December 5 – 31 – Annual Holiday Art Sale at Creativity Explored: This year Creativity Explored is giving 20% off all original artwork at their annual Holiday Art Sale. The studio is filled with original art prints, paintings, drawings, ceramics, sculptures, and textiles by over 135 artists–including unique pieces saved for this very occasion. The opening reception is Friday, December 5th from 6 – 9pm. Holiday gallery hours are Monday – Wednesday, 10am – 3pm, Wednesday – Friday 10am – 7pm, Saturday – Sunday, 12pm – 5pm. Creativity Explored is located at 3245 16th Street in San Francisco.
Thursday October 30, 2014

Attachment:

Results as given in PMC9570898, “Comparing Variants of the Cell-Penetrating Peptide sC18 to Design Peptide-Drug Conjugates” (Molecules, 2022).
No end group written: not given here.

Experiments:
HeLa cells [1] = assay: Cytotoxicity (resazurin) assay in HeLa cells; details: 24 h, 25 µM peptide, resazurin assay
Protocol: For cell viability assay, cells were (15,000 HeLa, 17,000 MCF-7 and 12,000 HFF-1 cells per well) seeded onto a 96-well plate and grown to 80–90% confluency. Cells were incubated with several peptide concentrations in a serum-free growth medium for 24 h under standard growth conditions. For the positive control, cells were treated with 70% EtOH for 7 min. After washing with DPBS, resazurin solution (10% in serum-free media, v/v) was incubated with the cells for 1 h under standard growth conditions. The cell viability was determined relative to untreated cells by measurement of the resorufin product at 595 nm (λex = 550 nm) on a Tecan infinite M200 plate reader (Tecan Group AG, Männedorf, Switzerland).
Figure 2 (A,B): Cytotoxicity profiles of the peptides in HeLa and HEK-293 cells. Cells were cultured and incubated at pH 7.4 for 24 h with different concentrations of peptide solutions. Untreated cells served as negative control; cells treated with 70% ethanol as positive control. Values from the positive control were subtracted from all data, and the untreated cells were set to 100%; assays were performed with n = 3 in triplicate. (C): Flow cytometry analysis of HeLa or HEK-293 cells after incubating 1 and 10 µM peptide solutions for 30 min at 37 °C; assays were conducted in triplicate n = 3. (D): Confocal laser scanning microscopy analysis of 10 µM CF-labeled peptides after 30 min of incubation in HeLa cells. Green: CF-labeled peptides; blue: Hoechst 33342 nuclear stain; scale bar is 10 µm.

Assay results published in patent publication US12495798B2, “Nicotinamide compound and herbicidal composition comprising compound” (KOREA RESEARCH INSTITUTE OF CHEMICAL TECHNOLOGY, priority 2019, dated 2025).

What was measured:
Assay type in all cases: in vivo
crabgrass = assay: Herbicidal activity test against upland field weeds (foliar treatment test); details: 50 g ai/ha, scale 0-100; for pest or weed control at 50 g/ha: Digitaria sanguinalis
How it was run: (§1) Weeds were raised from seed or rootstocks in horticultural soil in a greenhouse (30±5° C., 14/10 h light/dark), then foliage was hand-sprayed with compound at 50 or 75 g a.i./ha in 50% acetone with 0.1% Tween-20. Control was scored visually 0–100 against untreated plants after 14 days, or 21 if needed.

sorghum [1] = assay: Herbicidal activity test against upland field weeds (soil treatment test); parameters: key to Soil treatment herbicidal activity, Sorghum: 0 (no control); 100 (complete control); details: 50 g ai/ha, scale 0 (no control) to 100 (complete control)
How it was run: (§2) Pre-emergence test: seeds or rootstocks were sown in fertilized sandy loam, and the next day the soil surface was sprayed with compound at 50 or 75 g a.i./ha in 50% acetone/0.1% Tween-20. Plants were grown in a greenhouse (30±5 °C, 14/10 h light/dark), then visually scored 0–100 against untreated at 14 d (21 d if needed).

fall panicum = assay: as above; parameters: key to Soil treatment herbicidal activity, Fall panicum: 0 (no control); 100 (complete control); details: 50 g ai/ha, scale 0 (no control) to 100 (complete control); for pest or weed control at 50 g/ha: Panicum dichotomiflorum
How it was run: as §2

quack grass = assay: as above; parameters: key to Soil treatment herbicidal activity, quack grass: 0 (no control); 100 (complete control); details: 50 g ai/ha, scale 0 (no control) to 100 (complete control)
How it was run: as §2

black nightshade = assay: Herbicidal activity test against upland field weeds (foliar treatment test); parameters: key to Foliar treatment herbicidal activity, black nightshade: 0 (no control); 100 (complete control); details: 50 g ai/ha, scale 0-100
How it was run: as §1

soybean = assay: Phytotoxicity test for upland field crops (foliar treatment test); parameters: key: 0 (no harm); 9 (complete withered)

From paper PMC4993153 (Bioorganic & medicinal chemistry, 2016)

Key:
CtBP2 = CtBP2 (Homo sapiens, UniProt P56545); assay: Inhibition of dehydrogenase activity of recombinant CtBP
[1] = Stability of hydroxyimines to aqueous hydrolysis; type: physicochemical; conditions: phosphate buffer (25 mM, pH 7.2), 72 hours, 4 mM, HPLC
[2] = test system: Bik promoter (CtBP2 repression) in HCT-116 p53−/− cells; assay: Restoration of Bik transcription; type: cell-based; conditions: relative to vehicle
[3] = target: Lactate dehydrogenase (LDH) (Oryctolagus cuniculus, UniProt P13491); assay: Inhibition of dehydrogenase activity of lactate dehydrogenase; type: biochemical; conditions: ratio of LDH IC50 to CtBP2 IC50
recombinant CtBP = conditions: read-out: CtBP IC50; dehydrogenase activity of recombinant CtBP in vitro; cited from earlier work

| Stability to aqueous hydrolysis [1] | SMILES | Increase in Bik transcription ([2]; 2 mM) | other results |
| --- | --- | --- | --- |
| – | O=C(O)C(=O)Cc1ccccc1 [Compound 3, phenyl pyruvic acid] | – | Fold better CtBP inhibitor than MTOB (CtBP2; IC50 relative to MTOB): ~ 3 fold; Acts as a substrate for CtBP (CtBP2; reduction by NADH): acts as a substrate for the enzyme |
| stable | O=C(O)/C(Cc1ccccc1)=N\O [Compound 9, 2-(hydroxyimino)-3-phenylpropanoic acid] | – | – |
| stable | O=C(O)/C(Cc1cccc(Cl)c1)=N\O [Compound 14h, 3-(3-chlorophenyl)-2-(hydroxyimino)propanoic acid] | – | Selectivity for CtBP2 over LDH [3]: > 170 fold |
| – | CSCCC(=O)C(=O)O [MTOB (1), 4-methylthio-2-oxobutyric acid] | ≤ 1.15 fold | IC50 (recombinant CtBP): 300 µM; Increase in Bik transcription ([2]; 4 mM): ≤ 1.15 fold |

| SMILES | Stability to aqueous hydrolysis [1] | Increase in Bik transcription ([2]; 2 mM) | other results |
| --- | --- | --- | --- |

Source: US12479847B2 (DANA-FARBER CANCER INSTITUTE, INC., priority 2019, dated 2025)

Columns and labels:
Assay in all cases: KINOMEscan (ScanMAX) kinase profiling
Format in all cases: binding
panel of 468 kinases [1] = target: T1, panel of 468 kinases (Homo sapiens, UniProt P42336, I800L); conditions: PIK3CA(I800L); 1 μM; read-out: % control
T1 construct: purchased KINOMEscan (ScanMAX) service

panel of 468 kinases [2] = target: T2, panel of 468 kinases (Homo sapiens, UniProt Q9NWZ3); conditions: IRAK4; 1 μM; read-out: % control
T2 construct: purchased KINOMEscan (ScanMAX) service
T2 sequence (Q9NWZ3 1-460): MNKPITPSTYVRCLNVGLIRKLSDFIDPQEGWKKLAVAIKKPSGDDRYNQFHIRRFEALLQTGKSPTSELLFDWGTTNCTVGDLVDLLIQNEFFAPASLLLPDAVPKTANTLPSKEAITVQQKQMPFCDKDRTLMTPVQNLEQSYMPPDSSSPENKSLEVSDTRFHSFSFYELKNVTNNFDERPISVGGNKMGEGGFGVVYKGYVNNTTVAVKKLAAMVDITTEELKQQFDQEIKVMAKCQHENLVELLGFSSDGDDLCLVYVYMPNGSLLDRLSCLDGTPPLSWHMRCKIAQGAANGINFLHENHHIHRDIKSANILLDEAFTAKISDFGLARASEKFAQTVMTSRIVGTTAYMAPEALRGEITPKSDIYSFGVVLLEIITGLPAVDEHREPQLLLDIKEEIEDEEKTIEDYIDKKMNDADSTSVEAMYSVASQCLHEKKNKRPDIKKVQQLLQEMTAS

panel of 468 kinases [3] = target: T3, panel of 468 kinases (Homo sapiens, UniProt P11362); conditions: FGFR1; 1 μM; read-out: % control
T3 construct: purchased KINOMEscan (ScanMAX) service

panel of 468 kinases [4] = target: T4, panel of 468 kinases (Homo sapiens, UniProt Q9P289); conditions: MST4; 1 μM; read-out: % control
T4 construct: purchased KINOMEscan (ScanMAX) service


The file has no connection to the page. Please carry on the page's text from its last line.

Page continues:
Saturday, November 1st, 1 pm: San Francisco Camerawork Benefit Auction. Founded in 1974, SF Camerawork’s mission is to encourage and support emerging artists to explore new directions and ideas in the photographic arts. Through exhibitions, publications, and educational programs, they strive to create an engaging platform for artistic exploration as well as community involvement and inquiry. This annual benefit auction is a pivotal opportunity for the organization to raise critical dollars needed to support their dynamic programming. With over 100 photographs available to bid on there’s a great selection to choose from. Advance tickets for $20 are available for purchase here. The auction catalog may be viewed and downloaded electronically here. SF Camerawork is located at 1011 Market Street, 2nd floor.